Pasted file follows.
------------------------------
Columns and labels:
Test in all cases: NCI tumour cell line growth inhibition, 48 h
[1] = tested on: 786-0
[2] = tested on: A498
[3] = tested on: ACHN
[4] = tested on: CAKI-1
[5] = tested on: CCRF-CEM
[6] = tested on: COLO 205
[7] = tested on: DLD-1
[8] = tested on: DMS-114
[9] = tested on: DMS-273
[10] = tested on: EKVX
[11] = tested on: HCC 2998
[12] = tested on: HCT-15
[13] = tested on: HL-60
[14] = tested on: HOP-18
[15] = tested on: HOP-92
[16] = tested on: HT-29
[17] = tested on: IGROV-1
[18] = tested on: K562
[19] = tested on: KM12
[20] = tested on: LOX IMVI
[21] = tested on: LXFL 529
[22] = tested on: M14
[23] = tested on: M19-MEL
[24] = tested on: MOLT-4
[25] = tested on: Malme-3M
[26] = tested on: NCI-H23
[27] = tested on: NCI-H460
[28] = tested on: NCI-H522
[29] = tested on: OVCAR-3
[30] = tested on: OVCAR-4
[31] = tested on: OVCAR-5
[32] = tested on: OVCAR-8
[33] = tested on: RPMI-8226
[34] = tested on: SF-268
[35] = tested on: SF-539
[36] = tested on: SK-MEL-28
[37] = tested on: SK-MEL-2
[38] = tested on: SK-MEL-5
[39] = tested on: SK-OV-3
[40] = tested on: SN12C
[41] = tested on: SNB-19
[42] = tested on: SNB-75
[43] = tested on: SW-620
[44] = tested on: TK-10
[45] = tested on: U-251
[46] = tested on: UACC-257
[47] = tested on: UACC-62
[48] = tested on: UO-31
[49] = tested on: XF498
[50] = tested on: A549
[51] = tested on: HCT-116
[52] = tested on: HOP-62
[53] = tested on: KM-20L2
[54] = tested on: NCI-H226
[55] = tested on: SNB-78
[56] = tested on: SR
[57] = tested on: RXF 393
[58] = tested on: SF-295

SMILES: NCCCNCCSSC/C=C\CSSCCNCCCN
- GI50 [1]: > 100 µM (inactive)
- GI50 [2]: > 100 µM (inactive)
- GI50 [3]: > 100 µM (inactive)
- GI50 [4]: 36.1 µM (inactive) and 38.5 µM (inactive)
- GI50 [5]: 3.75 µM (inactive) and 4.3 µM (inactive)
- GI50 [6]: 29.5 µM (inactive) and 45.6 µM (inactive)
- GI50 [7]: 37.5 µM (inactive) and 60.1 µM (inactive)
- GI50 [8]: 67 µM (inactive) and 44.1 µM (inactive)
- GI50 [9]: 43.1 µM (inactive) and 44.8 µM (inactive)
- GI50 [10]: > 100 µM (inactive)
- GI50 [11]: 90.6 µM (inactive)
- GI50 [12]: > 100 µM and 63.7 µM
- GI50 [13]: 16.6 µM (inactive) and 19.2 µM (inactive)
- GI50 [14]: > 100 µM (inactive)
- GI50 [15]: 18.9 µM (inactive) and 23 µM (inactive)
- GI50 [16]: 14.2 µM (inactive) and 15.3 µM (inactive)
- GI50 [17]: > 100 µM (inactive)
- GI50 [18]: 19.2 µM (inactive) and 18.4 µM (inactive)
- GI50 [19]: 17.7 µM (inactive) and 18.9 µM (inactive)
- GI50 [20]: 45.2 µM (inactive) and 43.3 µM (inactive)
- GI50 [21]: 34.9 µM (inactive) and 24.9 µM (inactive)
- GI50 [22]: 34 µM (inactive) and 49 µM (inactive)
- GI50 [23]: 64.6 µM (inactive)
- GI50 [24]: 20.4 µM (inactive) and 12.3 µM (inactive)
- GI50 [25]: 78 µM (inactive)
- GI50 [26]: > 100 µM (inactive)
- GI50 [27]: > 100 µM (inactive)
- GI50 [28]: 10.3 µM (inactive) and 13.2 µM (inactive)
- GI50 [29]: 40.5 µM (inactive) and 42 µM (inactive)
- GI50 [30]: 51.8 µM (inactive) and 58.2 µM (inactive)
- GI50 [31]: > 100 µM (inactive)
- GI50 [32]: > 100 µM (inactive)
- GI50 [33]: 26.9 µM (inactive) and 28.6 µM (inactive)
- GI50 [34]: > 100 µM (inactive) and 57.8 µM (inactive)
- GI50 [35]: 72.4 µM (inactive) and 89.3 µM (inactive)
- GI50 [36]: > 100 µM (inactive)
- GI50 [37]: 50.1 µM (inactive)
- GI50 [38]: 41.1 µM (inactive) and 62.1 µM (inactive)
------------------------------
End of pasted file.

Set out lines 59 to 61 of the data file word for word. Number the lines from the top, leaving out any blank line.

[57] = tested on: RXF 393
[58] = tested on: SF-295

SMILES: NCCCNCCSSC/C=C\CSSCCNCCCN